Alexei Michailowsky (York University, Canada)
In this paper, I examine how Canadian pop singer Patsy Gallant continually and strategically changed her musical persona in her discography between 1972 and 1984. A virtuosic and versatile vocalist, Gallant explored a variety of expressive vocal techniques in her recordings from this period. She also experimented with the different sounds and expressive qualities of the English and French languages. As a result, she used record production strategies to play with a fluid artistic persona and offer a myriad of meanings and experiences to her listeners.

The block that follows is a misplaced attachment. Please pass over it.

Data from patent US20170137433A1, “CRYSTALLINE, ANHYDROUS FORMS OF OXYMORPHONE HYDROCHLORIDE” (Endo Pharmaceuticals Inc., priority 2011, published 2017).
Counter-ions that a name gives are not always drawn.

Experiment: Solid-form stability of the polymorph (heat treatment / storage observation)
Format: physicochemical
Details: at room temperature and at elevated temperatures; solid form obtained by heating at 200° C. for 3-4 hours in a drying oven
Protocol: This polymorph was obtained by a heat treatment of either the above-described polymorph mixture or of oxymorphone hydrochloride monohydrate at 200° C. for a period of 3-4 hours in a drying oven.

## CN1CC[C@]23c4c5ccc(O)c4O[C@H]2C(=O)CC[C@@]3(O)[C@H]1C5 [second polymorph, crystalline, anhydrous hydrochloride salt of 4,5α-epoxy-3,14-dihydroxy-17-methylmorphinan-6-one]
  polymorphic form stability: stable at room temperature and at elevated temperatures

For this research, I will study Gallant’s voice on four different moments, analyzing the musical arrangements and production of her recordings. The audio from the original vinyl records will be digitized and enhanced with audio processing tools. Special focus will be given to vocal expression, use of language and lyrics. I will then interview Gallant regarding these elements of her recordings to provide a first-hand account on her artistic vision and creative process. I will contextualize my findings using both scholarly and media texts about Gallant, developments in Canadian popular music, and the music genres with which the artist identifies. The conclusions will highlight the importance of vocal use in the development of Patsy Gallant’s artistic persona and contribute to larger discussions in popular music studies about political economy and genre, particularly in the Canadian context.